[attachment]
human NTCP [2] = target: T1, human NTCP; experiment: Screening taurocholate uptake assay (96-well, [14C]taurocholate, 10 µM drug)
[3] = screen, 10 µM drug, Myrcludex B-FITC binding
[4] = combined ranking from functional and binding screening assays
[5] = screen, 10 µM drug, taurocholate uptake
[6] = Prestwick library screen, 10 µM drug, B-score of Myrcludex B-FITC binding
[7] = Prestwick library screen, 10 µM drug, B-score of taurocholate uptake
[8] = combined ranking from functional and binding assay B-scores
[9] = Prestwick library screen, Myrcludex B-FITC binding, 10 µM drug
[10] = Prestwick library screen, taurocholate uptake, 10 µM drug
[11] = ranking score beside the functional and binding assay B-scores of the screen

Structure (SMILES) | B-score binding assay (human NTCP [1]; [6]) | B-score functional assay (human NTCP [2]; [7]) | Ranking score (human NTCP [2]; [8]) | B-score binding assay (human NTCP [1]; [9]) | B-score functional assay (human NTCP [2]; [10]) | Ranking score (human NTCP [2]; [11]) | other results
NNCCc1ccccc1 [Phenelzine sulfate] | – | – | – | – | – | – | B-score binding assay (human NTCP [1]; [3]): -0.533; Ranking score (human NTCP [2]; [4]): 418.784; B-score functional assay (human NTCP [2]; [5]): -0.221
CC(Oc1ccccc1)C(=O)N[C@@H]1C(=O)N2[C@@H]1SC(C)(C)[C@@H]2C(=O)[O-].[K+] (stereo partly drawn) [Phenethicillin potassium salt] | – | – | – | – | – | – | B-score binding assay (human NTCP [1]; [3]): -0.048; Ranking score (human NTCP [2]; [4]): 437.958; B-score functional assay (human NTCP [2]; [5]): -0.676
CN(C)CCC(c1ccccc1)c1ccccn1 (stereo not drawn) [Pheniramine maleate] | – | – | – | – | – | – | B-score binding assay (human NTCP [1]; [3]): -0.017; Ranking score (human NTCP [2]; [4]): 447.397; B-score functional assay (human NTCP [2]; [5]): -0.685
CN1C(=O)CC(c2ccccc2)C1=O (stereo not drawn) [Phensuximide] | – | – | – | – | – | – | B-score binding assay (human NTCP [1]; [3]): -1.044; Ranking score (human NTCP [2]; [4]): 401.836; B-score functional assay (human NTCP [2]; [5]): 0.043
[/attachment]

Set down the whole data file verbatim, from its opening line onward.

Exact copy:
human NTCP [2] = target: T1, human NTCP; experiment: Screening taurocholate uptake assay (96-well, [14C]taurocholate, 10 µM drug)
[3] = screen, 10 µM drug, Myrcludex B-FITC binding
[4] = combined ranking from functional and binding screening assays
[5] = screen, 10 µM drug, taurocholate uptake
[6] = Prestwick library screen, 10 µM drug, B-score of Myrcludex B-FITC binding
[7] = Prestwick library screen, 10 µM drug, B-score of taurocholate uptake
[8] = combined ranking from functional and binding assay B-scores
[9] = Prestwick library screen, Myrcludex B-FITC binding, 10 µM drug
[10] = Prestwick library screen, taurocholate uptake, 10 µM drug
[11] = ranking score beside the functional and binding assay B-scores of the screen

Structure (SMILES) | B-score binding assay (human NTCP [1]; [6]) | B-score functional assay (human NTCP [2]; [7]) | Ranking score (human NTCP [2]; [8]) | B-score binding assay (human NTCP [1]; [9]) | B-score functional assay (human NTCP [2]; [10]) | Ranking score (human NTCP [2]; [11]) | other results
NNCCc1ccccc1 [Phenelzine sulfate] | – | – | – | – | – | – | B-score binding assay (human NTCP [1]; [3]): -0.533; Ranking score (human NTCP [2]; [4]): 418.784; B-score functional assay (human NTCP [2]; [5]): -0.221
CC(Oc1ccccc1)C(=O)N[C@@H]1C(=O)N2[C@@H]1SC(C)(C)[C@@H]2C(=O)[O-].[K+] (stereo partly drawn) [Phenethicillin potassium salt] | – | – | – | – | – | – | B-score binding assay (human NTCP [1]; [3]): -0.048; Ranking score (human NTCP [2]; [4]): 437.958; B-score functional assay (human NTCP [2]; [5]): -0.676
CN(C)CCC(c1ccccc1)c1ccccn1 (stereo not drawn) [Pheniramine maleate] | – | – | – | – | – | – | B-score binding assay (human NTCP [1]; [3]): -0.017; Ranking score (human NTCP [2]; [4]): 447.397; B-score functional assay (human NTCP [2]; [5]): -0.685
CN1C(=O)CC(c2ccccc2)C1=O (stereo not drawn) [Phensuximide] | – | – | – | – | – | – | B-score binding assay (human NTCP [1]; [3]): -1.044; Ranking score (human NTCP [2]; [4]): 401.836; B-score functional assay (human NTCP [2]; [5]): 0.043